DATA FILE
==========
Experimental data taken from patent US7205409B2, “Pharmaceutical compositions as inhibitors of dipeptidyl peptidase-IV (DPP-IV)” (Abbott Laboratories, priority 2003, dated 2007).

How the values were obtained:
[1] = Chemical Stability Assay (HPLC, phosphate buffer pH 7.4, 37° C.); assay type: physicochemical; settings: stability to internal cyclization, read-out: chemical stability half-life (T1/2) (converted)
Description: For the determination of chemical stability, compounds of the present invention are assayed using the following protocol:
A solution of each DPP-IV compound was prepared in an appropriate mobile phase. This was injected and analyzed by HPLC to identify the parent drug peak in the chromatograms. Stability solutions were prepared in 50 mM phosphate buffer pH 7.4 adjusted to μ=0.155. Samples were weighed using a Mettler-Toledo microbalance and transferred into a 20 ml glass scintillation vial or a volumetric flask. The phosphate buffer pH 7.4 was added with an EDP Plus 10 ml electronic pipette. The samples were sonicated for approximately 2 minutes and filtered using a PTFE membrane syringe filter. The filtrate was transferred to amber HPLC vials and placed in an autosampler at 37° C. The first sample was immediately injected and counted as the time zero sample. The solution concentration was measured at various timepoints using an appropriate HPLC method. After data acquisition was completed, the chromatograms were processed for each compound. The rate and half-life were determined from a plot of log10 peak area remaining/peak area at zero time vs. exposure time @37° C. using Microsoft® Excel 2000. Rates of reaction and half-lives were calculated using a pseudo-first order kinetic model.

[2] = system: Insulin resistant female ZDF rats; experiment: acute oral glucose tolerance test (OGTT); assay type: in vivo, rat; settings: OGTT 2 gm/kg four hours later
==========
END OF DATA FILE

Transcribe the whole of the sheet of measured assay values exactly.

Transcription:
Experimental data taken from patent US7205409B2, “Pharmaceutical compositions as inhibitors of dipeptidyl peptidase-IV (DPP-IV)” (Abbott Laboratories, priority 2003, dated 2007).

How the values were obtained:
[1] = Chemical Stability Assay (HPLC, phosphate buffer pH 7.4, 37° C.); assay type: physicochemical; settings: stability to internal cyclization, read-out: chemical stability half-life (T1/2) (converted)
Description: For the determination of chemical stability, compounds of the present invention are assayed using the following protocol:
A solution of each DPP-IV compound was prepared in an appropriate mobile phase. This was injected and analyzed by HPLC to identify the parent drug peak in the chromatograms. Stability solutions were prepared in 50 mM phosphate buffer pH 7.4 adjusted to μ=0.155. Samples were weighed using a Mettler-Toledo microbalance and transferred into a 20 ml glass scintillation vial or a volumetric flask. The phosphate buffer pH 7.4 was added with an EDP Plus 10 ml electronic pipette. The samples were sonicated for approximately 2 minutes and filtered using a PTFE membrane syringe filter. The filtrate was transferred to amber HPLC vials and placed in an autosampler at 37° C. The first sample was immediately injected and counted as the time zero sample. The solution concentration was measured at various timepoints using an appropriate HPLC method. After data acquisition was completed, the chromatograms were processed for each compound. The rate and half-life were determined from a plot of log10 peak area remaining/peak area at zero time vs. exposure time @37° C. using Microsoft® Excel 2000. Rates of reaction and half-lives were calculated using a pseudo-first order kinetic model.

[2] = system: Insulin resistant female ZDF rats; experiment: acute oral glucose tolerance test (OGTT); assay type: in vivo, rat; settings: OGTT 2 gm/kg four hours later